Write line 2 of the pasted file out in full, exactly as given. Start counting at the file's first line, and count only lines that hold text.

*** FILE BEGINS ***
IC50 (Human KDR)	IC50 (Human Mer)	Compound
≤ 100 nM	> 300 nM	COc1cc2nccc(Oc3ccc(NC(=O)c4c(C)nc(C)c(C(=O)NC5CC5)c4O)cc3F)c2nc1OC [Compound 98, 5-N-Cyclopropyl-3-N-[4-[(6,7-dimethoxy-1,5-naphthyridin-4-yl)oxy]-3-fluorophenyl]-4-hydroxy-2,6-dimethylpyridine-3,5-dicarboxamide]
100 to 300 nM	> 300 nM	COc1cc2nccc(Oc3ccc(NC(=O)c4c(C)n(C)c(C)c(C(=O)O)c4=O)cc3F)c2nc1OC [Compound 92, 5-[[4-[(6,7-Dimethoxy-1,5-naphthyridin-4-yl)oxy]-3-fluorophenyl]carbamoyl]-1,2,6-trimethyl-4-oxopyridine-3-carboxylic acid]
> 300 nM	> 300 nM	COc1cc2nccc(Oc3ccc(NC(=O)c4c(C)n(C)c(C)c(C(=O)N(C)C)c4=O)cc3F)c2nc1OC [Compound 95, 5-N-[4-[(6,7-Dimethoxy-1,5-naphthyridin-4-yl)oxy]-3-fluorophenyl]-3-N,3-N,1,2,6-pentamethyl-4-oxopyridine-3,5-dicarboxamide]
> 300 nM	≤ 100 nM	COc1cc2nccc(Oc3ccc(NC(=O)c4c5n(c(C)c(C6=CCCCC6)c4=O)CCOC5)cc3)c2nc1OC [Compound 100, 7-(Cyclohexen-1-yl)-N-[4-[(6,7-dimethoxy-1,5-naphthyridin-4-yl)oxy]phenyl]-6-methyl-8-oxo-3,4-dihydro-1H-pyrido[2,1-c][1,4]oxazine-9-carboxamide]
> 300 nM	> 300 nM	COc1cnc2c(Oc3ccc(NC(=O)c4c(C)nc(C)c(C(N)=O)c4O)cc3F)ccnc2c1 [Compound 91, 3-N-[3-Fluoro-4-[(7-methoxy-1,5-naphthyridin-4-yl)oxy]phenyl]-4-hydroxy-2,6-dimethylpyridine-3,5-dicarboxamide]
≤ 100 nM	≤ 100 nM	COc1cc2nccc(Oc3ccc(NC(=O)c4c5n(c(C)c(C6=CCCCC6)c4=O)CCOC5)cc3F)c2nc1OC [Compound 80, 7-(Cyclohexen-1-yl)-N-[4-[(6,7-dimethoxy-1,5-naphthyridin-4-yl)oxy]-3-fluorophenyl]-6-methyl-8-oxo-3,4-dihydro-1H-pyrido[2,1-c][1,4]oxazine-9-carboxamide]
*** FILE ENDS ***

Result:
≤ 100 nM	> 300 nM	COc1cc2nccc(Oc3ccc(NC(=O)c4c(C)nc(C)c(C(=O)NC5CC5)c4O)cc3F)c2nc1OC [Compound 98, 5-N-Cyclopropyl-3-N-[4-[(6,7-dimethoxy-1,5-naphthyridin-4-yl)oxy]-3-fluorophenyl]-4-hydroxy-2,6-dimethylpyridine-3,5-dicarboxamide]